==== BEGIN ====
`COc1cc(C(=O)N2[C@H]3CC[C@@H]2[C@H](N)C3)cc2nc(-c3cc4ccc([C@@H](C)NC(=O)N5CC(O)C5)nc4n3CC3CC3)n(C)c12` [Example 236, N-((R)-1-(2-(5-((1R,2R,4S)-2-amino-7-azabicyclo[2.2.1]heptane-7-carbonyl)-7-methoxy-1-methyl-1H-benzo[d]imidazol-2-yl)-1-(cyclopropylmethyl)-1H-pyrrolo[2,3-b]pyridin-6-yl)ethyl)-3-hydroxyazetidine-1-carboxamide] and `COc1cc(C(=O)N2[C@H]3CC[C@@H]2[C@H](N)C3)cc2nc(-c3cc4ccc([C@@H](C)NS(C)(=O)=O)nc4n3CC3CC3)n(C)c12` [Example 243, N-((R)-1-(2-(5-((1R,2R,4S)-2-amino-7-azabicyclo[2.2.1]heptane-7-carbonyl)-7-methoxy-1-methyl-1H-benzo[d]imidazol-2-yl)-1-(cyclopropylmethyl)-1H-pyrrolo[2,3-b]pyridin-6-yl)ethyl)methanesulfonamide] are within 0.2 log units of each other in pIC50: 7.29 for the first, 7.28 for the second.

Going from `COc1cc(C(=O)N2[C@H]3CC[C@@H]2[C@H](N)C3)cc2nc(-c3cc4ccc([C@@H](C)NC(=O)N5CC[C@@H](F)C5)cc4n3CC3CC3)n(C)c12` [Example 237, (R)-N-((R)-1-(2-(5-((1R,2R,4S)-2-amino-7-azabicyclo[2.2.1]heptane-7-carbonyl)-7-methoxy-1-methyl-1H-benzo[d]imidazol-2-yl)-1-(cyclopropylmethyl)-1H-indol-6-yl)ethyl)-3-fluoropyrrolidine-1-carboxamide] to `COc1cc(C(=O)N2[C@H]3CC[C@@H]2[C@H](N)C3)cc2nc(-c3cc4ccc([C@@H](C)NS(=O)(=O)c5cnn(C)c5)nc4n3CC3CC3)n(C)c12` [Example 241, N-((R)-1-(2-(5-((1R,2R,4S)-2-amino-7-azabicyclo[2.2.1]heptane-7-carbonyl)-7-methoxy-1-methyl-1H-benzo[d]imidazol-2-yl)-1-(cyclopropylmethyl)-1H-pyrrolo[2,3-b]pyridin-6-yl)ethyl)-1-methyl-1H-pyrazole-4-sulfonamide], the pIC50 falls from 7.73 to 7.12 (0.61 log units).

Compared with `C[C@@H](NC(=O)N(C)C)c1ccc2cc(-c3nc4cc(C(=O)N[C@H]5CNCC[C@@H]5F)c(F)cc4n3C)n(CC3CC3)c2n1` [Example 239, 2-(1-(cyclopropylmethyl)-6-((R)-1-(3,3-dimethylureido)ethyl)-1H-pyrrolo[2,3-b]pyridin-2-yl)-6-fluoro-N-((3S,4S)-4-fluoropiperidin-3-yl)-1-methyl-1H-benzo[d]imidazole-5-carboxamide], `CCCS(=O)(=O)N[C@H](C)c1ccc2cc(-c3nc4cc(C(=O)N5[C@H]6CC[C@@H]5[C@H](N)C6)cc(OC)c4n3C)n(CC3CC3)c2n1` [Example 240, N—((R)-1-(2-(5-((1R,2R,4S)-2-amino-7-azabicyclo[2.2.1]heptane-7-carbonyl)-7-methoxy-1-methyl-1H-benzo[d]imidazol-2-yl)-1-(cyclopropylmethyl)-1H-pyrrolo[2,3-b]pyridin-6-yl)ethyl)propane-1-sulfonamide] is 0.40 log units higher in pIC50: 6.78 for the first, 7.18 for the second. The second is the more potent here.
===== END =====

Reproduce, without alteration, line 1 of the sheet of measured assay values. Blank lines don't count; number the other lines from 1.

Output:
`COc1cc(C(=O)N2[C@H]3CC[C@@H]2[C@H](N)C3)cc2nc(-c3cc4ccc([C@@H](C)NC(=O)N5CC(O)C5)nc4n3CC3CC3)n(C)c12` [Example 236, N-((R)-1-(2-(5-((1R,2R,4S)-2-amino-7-azabicyclo[2.2.1]heptane-7-carbonyl)-7-methoxy-1-methyl-1H-benzo[d]imidazol-2-yl)-1-(cyclopropylmethyl)-1H-pyrrolo[2,3-b]pyridin-6-yl)ethyl)-3-hydroxyazetidine-1-carboxamide] and `COc1cc(C(=O)N2[C@H]3CC[C@@H]2[C@H](N)C3)cc2nc(-c3cc4ccc([C@@H](C)NS(C)(=O)=O)nc4n3CC3CC3)n(C)c12` [Example 243, N-((R)-1-(2-(5-((1R,2R,4S)-2-amino-7-azabicyclo[2.2.1]heptane-7-carbonyl)-7-methoxy-1-methyl-1H-benzo[d]imidazol-2-yl)-1-(cyclopropylmethyl)-1H-pyrrolo[2,3-b]pyridin-6-yl)ethyl)methanesulfonamide] are within 0.2 log units of each other in pIC50: 7.29 for the first, 7.28 for the second.